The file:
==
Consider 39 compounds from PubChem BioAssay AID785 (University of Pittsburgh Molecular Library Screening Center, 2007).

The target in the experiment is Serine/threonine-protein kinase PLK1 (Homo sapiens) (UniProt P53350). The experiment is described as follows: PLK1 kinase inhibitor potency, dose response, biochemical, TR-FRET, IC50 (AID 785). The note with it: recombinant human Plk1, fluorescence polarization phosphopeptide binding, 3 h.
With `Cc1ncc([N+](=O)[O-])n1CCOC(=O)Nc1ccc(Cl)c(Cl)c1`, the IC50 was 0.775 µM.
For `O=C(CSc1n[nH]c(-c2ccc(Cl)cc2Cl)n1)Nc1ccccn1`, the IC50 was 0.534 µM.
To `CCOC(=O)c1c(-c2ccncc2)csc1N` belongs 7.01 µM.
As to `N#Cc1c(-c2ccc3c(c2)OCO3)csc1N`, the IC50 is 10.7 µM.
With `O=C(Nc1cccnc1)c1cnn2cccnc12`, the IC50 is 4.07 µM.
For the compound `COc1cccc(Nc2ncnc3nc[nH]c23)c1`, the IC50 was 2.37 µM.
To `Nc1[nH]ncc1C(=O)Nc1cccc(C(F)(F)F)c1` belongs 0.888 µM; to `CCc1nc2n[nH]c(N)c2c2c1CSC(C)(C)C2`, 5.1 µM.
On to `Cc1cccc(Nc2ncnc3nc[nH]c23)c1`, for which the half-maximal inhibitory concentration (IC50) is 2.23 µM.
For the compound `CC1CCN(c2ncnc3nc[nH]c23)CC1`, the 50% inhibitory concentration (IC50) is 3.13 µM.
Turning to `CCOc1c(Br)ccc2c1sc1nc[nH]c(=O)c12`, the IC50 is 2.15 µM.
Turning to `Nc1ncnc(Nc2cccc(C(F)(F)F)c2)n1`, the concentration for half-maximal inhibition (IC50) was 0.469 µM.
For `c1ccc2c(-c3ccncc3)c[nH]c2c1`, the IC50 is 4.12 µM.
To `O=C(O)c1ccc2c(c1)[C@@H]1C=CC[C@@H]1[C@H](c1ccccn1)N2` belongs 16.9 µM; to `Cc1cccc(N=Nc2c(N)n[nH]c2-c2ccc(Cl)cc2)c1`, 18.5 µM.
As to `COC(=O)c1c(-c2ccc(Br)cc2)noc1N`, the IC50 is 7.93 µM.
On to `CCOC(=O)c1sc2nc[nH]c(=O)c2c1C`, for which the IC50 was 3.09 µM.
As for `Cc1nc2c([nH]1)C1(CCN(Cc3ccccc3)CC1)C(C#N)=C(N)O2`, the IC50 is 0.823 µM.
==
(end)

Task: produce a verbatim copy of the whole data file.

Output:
Consider 39 compounds from PubChem BioAssay AID785 (University of Pittsburgh Molecular Library Screening Center, 2007).

The target in the experiment is Serine/threonine-protein kinase PLK1 (Homo sapiens) (UniProt P53350). The experiment is described as follows: PLK1 kinase inhibitor potency, dose response, biochemical, TR-FRET, IC50 (AID 785). The note with it: recombinant human Plk1, fluorescence polarization phosphopeptide binding, 3 h.
With `Cc1ncc([N+](=O)[O-])n1CCOC(=O)Nc1ccc(Cl)c(Cl)c1`, the IC50 was 0.775 µM.
For `O=C(CSc1n[nH]c(-c2ccc(Cl)cc2Cl)n1)Nc1ccccn1`, the IC50 was 0.534 µM.
To `CCOC(=O)c1c(-c2ccncc2)csc1N` belongs 7.01 µM.
As to `N#Cc1c(-c2ccc3c(c2)OCO3)csc1N`, the IC50 is 10.7 µM.
With `O=C(Nc1cccnc1)c1cnn2cccnc12`, the IC50 is 4.07 µM.
For the compound `COc1cccc(Nc2ncnc3nc[nH]c23)c1`, the IC50 was 2.37 µM.
To `Nc1[nH]ncc1C(=O)Nc1cccc(C(F)(F)F)c1` belongs 0.888 µM; to `CCc1nc2n[nH]c(N)c2c2c1CSC(C)(C)C2`, 5.1 µM.
On to `Cc1cccc(Nc2ncnc3nc[nH]c23)c1`, for which the half-maximal inhibitory concentration (IC50) is 2.23 µM.
For the compound `CC1CCN(c2ncnc3nc[nH]c23)CC1`, the 50% inhibitory concentration (IC50) is 3.13 µM.
Turning to `CCOc1c(Br)ccc2c1sc1nc[nH]c(=O)c12`, the IC50 is 2.15 µM.
Turning to `Nc1ncnc(Nc2cccc(C(F)(F)F)c2)n1`, the concentration for half-maximal inhibition (IC50) was 0.469 µM.
For `c1ccc2c(-c3ccncc3)c[nH]c2c1`, the IC50 is 4.12 µM.
To `O=C(O)c1ccc2c(c1)[C@@H]1C=CC[C@@H]1[C@H](c1ccccn1)N2` belongs 16.9 µM; to `Cc1cccc(N=Nc2c(N)n[nH]c2-c2ccc(Cl)cc2)c1`, 18.5 µM.
As to `COC(=O)c1c(-c2ccc(Br)cc2)noc1N`, the IC50 is 7.93 µM.
On to `CCOC(=O)c1sc2nc[nH]c(=O)c2c1C`, for which the IC50 was 3.09 µM.
As for `Cc1nc2c([nH]1)C1(CCN(Cc3ccccc3)CC1)C(C#N)=C(N)O2`, the IC50 is 0.823 µM.